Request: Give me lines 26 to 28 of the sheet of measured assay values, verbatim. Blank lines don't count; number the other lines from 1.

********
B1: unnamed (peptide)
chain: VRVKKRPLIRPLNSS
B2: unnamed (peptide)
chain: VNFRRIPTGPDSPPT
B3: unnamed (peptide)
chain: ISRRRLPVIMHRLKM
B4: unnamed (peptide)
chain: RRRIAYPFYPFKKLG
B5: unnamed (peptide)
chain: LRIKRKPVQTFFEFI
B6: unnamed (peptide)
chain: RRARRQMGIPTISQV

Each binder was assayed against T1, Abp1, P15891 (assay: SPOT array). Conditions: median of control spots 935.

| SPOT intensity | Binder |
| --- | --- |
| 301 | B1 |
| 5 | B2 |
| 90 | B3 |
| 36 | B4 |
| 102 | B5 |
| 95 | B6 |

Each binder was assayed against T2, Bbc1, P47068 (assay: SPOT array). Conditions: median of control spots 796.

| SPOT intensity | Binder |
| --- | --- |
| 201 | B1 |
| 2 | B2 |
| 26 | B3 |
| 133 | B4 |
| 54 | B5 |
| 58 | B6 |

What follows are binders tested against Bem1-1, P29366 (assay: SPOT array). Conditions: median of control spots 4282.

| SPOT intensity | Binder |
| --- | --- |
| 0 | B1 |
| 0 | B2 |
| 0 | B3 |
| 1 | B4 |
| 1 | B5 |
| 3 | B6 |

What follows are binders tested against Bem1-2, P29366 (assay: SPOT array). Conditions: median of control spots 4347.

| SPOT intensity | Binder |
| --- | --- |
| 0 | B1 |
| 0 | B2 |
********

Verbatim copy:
| 2 | B2 |
| 26 | B3 |
| 133 | B4 |